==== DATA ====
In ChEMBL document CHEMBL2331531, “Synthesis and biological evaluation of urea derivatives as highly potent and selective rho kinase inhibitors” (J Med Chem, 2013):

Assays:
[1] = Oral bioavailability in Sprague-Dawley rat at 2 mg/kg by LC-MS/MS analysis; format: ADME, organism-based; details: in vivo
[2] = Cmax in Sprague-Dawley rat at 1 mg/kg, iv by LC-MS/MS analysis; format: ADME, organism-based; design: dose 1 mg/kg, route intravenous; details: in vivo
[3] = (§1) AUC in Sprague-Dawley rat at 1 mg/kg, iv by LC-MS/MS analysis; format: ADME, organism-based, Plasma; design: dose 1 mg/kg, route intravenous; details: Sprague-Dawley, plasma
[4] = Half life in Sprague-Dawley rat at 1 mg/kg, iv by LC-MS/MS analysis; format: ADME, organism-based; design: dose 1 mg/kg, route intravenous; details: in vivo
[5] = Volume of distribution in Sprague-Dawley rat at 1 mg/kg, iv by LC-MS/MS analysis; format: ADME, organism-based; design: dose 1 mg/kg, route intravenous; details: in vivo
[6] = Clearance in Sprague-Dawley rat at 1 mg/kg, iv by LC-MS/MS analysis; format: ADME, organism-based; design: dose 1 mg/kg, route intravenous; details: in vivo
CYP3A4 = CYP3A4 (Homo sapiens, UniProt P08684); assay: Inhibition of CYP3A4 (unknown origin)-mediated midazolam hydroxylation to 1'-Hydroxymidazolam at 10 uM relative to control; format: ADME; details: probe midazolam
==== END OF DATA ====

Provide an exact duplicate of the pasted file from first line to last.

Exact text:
In ChEMBL document CHEMBL2331531, “Synthesis and biological evaluation of urea derivatives as highly potent and selective rho kinase inhibitors” (J Med Chem, 2013):

Assays:
[1] = Oral bioavailability in Sprague-Dawley rat at 2 mg/kg by LC-MS/MS analysis; format: ADME, organism-based; details: in vivo
[2] = Cmax in Sprague-Dawley rat at 1 mg/kg, iv by LC-MS/MS analysis; format: ADME, organism-based; design: dose 1 mg/kg, route intravenous; details: in vivo
[3] = (§1) AUC in Sprague-Dawley rat at 1 mg/kg, iv by LC-MS/MS analysis; format: ADME, organism-based, Plasma; design: dose 1 mg/kg, route intravenous; details: Sprague-Dawley, plasma
[4] = Half life in Sprague-Dawley rat at 1 mg/kg, iv by LC-MS/MS analysis; format: ADME, organism-based; design: dose 1 mg/kg, route intravenous; details: in vivo
[5] = Volume of distribution in Sprague-Dawley rat at 1 mg/kg, iv by LC-MS/MS analysis; format: ADME, organism-based; design: dose 1 mg/kg, route intravenous; details: in vivo
[6] = Clearance in Sprague-Dawley rat at 1 mg/kg, iv by LC-MS/MS analysis; format: ADME, organism-based; design: dose 1 mg/kg, route intravenous; details: in vivo
CYP3A4 = CYP3A4 (Homo sapiens, UniProt P08684); assay: Inhibition of CYP3A4 (unknown origin)-mediated midazolam hydroxylation to 1'-Hydroxymidazolam at 10 uM relative to control; format: ADME; details: probe midazolam